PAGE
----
Friday, October 31, 2014
Inquirer Daily News

Politics, Dating & Mating

A new study by political scientists suggests interesting things about the role of politics in dating and mating.

Politics, Dating & Mating

(A brief discussion twixt Baer & Baer's editor, a.k.a. BE)

JB: Yo, chief, see that fun little study just out on politics, dating and mating?

BE: Politicians have ALWAYS dated and mated. Even after they're married.

JB: No, no. This is a study by some political scientists bout how one's political preferences are generally withheld or a non-factor during the dating game but end up as pretty much the same preferences as one's long-term mate.

BE: Probably because during the dating game the only positions anybody cares about are positions related to ....

JB: Whoa. I get it. And you might be right. But the study -- by Brown University's Rose McDermott, the University of Miami's Casey Klofstad and Penn State's Peter Hatemi, and published in the journal "Evolution and Human Behavior" -- has some interesting findings.

BE: Wait, they all believe in evolution? Is Gov. Perry aware of this journal?

JB: Stop. The study looked at about 3,000 randomly sampled profiles from online dating sites and found only 14% included "political interests." It ranked 23rd out of 27 interest categories, just below "video games."

BE: I like video games.

JB: There's more: the study found daters were more likely to admit they were overweight than to say they were liberal or conservative.

BE: Well, with the rise of Gov. Christie, maybe full-figures are politically preferred.

JB: And among the few who admitted to having "political interests," a majority (57%) said they were "middle of the road."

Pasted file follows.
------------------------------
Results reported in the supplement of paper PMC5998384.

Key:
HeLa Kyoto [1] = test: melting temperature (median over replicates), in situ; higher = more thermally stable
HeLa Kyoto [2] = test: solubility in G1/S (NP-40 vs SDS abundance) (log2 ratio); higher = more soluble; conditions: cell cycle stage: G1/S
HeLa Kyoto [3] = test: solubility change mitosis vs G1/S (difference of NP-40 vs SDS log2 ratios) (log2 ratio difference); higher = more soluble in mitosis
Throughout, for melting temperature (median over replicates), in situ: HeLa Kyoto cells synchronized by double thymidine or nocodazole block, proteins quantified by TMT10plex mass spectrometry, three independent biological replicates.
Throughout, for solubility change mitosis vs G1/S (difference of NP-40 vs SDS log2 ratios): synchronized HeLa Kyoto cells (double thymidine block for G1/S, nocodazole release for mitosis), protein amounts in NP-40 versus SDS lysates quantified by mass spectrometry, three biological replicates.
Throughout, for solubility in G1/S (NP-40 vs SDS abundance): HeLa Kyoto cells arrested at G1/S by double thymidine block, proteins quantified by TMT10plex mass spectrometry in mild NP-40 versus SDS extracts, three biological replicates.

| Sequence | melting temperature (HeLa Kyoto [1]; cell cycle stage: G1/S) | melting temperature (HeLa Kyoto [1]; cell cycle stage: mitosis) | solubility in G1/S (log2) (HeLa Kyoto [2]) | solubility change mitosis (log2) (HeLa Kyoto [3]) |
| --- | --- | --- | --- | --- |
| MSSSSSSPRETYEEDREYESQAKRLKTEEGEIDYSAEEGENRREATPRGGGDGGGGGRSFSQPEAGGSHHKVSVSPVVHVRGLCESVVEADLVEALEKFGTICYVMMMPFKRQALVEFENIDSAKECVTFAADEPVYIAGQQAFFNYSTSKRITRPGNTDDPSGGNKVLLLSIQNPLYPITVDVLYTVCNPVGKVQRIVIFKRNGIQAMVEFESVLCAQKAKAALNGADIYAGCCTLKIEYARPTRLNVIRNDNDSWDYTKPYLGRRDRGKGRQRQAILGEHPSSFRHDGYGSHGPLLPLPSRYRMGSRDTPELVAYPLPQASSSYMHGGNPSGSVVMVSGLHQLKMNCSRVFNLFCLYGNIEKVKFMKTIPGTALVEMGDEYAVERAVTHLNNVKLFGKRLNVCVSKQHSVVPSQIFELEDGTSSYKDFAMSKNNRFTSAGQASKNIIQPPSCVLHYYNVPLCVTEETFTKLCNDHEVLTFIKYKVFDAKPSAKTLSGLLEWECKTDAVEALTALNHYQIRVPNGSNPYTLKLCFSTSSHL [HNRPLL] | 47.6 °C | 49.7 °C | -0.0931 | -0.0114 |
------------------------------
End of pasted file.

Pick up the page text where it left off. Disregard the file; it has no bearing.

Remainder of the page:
BE: Too bad we can't elect THEM to Congress.

JB: The reason political scientists find all this interesting is because earlier studies suggest those in long-term relationships share political views almost more than any other trait.

BE: Those studies never contacted my family.

JB: And so this study, "Do Bedroom Eyes Wear Political Glasses? The Role of Politics in Human Mate Attraction," says while politics might not be much of a factor at first, something happens between the short term and the long term that make couples more politically compatable than not.

BE: Yeah, it's called going along to get along.

JB: And these researchers suggest this is important because political ideology tends to be passed along to offspring.

BE: I'LL BET REPUBLICANS ARE INFILTRATING AND SEEDING DATING SITES!! I'LL BET THEY'RE BUILDING A GOP MAJORITY FROM THE FIRST HELLO!! I'LL BET ....

JB: I gotta go....grrrr.

 

 

 

 

John Baer Daily News Political Columnist
About this blog
John Baer has been covering politics and government for the Daily News since 1987. The National Journal in 2002 called Baer one of the country's top 10 political journalists outside Washington, saying Baer has, "the ability to take the skin off a politician without making it hurt too much." E-mail John at baerj@phillynews.com.

John is the author of the book "On The Front Lines of Pennsylvania Politics: Twenty-Five Years of Keystone Reporting" (The History Press, 2012). Reach John at baerj@phillynews.com.

John Baer Daily News Political Columnist
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